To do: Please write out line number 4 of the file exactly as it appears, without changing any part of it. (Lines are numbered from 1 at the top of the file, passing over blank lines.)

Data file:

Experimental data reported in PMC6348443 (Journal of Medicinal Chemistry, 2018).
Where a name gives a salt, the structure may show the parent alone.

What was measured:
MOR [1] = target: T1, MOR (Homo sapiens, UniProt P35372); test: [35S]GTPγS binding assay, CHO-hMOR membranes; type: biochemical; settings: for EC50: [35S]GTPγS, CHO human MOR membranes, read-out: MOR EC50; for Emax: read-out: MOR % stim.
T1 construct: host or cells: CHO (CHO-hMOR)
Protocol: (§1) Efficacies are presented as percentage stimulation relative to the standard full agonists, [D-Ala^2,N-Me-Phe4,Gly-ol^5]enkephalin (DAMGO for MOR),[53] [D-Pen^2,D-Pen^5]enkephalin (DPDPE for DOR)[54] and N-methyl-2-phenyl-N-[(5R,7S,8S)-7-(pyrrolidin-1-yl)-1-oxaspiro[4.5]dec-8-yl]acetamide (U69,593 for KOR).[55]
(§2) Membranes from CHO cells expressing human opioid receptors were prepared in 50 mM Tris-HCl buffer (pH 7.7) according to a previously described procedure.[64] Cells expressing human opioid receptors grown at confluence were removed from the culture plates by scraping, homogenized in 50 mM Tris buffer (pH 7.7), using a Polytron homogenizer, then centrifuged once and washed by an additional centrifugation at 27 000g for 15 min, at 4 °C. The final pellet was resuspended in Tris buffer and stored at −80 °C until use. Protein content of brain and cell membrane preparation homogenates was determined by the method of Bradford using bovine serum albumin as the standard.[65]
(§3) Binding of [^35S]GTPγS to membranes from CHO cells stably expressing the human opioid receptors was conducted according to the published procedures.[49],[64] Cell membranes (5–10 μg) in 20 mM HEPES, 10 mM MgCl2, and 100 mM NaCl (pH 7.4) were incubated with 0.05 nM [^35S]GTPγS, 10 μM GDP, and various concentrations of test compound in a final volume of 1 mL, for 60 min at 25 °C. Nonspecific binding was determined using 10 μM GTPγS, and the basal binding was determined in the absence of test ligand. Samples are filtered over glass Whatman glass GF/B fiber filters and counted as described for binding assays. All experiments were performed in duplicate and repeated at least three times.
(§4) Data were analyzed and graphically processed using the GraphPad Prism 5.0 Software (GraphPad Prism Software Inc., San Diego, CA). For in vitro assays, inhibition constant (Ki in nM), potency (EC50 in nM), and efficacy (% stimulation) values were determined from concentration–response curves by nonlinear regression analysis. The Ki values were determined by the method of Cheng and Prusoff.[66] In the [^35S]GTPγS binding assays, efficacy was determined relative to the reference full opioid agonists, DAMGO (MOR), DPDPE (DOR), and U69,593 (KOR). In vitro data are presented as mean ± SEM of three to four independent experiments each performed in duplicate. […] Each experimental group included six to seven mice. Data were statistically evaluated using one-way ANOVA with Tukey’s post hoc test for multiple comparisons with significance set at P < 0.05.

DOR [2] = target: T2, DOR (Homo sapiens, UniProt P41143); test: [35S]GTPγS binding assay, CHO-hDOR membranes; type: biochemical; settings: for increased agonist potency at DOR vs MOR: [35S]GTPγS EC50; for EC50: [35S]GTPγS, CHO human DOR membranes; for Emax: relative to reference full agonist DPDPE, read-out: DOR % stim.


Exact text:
MOR [1] = target: T1, MOR (Homo sapiens, UniProt P35372); test: [35S]GTPγS binding assay, CHO-hMOR membranes; type: biochemical; settings: for EC50: [35S]GTPγS, CHO human MOR membranes, read-out: MOR EC50; for Emax: read-out: MOR % stim.